Look, I don’t know if she’s really there. I find it unlikely that a random gravesite has endured for 150 years. And why? And how? I find it far more likely that a story began in a saloon one day, and a legend grew out of it, and kept growing and growing. But for whatever reason, travelers like me have been making this pilgrimage to the middle of nowhere for years, paying tribute to some anonymous spirit, some idea of loss and hardship, a little girl who died on the way from here to there.

The day was searing hot, late July close to 3pm, and I was wearing jeans and a tank top and flip-flops dusty from the short trek across the road. I did a tree pose on either side, bare foot braced along inside of my knee, to sweep my feet clean of gravel, and then I tried to stand solemnly for a moment paying my respect. To who? To what? It was hard to be serious with that silly aviator bear staring me in the face.

Three years old. I used to work at a daycare in college, and my favorite ages were three to five. You can watch their personalities blossom, but they still want to cuddle. After seven, I’m done with them. Earlier than three, I’m not sure what to do with them. I volunteered in the newborn ward of the city hospital, and I was embarrassed that I didn’t know how to swaddle the babies, but later I realized the mothers didn’t know either. Nobody knows how to do something until they’ve done it.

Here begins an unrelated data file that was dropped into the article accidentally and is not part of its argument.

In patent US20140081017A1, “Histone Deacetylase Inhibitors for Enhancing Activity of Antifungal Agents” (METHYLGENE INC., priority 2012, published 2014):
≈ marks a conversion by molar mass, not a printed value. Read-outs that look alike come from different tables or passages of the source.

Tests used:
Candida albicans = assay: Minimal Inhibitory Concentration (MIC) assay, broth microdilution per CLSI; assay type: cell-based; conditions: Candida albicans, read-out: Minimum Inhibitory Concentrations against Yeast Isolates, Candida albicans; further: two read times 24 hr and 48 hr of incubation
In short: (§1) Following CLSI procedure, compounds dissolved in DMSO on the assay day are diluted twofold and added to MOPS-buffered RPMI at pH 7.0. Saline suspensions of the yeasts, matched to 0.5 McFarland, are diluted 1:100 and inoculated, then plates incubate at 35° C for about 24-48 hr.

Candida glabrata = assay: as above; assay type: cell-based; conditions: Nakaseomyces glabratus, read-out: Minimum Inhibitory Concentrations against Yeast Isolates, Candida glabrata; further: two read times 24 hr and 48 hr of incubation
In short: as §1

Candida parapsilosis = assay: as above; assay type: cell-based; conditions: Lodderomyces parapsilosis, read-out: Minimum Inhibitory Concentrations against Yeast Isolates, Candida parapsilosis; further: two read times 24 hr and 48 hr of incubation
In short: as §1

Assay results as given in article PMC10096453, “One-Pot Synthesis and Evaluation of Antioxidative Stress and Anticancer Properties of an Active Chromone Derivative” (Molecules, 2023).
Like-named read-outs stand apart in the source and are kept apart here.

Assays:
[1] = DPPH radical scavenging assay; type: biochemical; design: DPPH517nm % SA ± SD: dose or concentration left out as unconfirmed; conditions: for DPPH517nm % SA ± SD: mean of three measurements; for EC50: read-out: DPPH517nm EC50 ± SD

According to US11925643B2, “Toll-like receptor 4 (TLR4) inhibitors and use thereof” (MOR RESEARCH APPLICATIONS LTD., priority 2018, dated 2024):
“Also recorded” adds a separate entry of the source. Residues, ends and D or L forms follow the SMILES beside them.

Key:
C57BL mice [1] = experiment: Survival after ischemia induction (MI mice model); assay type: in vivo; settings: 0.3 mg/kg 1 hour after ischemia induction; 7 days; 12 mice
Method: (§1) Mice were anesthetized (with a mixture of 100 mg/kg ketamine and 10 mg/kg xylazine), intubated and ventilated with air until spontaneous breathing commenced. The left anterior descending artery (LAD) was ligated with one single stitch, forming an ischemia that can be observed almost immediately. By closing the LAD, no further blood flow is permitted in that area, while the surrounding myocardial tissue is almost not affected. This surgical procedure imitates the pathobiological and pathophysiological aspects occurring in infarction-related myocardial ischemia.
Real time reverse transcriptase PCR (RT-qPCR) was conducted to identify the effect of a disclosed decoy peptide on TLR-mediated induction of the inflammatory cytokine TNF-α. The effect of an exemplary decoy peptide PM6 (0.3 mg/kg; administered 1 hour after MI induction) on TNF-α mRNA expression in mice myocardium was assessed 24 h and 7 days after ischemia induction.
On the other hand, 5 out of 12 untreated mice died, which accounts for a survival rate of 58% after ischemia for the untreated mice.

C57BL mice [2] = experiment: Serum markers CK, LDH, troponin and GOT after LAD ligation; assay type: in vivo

I heard a sprinkler system kick on. That was weird. Who was watering this empty pasture? At this blistering hour of the day? But there it was, the percussive tschk-tschk-tschk. That loud steady rattle.

Wait a minute.

I backed away from the grave slowly, one dusty flip-flop at a time, my eyes sweeping the perimeter for snakes that never did show. Whatever was lurking in those mesquite trees, whatever was buried under the pile of rocks, had issued a warning to trespassers, and I took heed. My heart was a high pitter-patter as I got back into my car, where no rattlesnakes could reach me, casting a nervous glance in the back seat to make sure I was alone, and then I barreled home, to my air conditioned carriage house with no cable but Netflix and Hulu and Amazon Prime.

You never know how to do something until you’ve done it. You never learn a place until you go. I am a lousy Texan, but I am getting better.